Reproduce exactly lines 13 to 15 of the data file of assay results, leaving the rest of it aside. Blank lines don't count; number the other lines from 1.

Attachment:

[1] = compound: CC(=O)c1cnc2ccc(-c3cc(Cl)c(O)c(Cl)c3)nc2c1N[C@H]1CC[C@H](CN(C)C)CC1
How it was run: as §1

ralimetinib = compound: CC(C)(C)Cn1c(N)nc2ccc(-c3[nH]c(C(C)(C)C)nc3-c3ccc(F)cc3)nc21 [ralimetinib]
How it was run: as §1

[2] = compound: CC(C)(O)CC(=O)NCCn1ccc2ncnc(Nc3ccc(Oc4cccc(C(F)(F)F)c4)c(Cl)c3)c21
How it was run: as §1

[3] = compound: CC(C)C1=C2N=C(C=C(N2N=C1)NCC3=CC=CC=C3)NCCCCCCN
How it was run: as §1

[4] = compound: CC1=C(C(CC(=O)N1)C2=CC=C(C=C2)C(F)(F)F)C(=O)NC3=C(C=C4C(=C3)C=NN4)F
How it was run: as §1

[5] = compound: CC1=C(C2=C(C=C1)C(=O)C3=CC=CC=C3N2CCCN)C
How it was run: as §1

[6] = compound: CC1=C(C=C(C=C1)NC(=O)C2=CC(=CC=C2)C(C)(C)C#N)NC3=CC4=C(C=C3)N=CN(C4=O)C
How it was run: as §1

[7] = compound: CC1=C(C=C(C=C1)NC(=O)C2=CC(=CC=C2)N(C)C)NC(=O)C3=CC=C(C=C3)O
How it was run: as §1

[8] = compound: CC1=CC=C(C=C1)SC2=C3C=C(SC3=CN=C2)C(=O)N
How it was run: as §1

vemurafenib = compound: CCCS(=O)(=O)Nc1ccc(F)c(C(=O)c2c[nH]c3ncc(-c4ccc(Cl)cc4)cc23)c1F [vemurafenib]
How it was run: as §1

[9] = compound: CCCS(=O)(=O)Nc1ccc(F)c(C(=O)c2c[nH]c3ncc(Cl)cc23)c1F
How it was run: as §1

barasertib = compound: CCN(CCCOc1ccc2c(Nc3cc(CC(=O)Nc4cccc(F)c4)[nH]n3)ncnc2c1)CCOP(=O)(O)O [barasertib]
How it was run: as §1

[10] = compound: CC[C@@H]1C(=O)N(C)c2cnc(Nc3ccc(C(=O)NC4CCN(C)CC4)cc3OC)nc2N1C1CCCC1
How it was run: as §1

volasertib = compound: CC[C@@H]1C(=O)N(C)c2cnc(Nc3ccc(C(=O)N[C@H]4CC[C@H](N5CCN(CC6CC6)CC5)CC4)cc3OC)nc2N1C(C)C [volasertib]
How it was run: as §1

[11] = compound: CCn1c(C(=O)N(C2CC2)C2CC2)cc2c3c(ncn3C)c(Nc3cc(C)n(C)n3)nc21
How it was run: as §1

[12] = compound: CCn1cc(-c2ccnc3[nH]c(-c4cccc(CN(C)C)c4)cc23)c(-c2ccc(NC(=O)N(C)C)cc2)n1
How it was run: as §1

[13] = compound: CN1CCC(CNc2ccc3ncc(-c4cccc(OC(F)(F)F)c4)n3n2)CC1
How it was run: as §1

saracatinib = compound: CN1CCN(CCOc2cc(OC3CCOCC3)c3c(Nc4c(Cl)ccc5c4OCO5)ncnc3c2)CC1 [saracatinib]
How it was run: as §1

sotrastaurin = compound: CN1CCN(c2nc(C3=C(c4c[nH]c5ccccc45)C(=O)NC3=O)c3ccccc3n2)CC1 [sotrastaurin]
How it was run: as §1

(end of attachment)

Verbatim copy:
[6] = compound: CC1=C(C=C(C=C1)NC(=O)C2=CC(=CC=C2)C(C)(C)C#N)NC3=CC4=C(C=C3)N=CN(C4=O)C
How it was run: as §1

[7] = compound: CC1=C(C=C(C=C1)NC(=O)C2=CC(=CC=C2)N(C)C)NC(=O)C3=CC=C(C=C3)O